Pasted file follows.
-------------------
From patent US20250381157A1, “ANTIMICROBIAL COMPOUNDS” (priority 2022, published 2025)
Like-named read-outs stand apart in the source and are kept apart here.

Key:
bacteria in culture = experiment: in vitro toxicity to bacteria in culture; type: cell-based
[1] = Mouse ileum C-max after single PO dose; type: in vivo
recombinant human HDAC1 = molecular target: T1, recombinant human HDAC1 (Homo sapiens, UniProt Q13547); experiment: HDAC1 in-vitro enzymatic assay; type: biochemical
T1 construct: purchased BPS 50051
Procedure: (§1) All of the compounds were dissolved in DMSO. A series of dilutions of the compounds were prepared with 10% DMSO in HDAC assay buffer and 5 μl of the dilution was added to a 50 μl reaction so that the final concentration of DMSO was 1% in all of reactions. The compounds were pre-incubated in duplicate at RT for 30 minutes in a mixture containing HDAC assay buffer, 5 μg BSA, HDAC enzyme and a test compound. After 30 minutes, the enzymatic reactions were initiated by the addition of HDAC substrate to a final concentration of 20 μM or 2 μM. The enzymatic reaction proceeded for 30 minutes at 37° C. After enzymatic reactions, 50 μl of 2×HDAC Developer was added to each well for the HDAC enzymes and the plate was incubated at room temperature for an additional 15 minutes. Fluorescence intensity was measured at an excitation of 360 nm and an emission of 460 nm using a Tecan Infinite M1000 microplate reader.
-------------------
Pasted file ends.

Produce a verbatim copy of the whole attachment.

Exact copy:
From patent US20250381157A1, “ANTIMICROBIAL COMPOUNDS” (priority 2022, published 2025)
Like-named read-outs stand apart in the source and are kept apart here.

Key:
bacteria in culture = experiment: in vitro toxicity to bacteria in culture; type: cell-based
[1] = Mouse ileum C-max after single PO dose; type: in vivo
recombinant human HDAC1 = molecular target: T1, recombinant human HDAC1 (Homo sapiens, UniProt Q13547); experiment: HDAC1 in-vitro enzymatic assay; type: biochemical
T1 construct: purchased BPS 50051
Procedure: (§1) All of the compounds were dissolved in DMSO. A series of dilutions of the compounds were prepared with 10% DMSO in HDAC assay buffer and 5 μl of the dilution was added to a 50 μl reaction so that the final concentration of DMSO was 1% in all of reactions. The compounds were pre-incubated in duplicate at RT for 30 minutes in a mixture containing HDAC assay buffer, 5 μg BSA, HDAC enzyme and a test compound. After 30 minutes, the enzymatic reactions were initiated by the addition of HDAC substrate to a final concentration of 20 μM or 2 μM. The enzymatic reaction proceeded for 30 minutes at 37° C. After enzymatic reactions, 50 μl of 2×HDAC Developer was added to each well for the HDAC enzymes and the plate was incubated at room temperature for an additional 15 minutes. Fluorescence intensity was measured at an excitation of 360 nm and an emission of 460 nm using a Tecan Infinite M1000 microplate reader.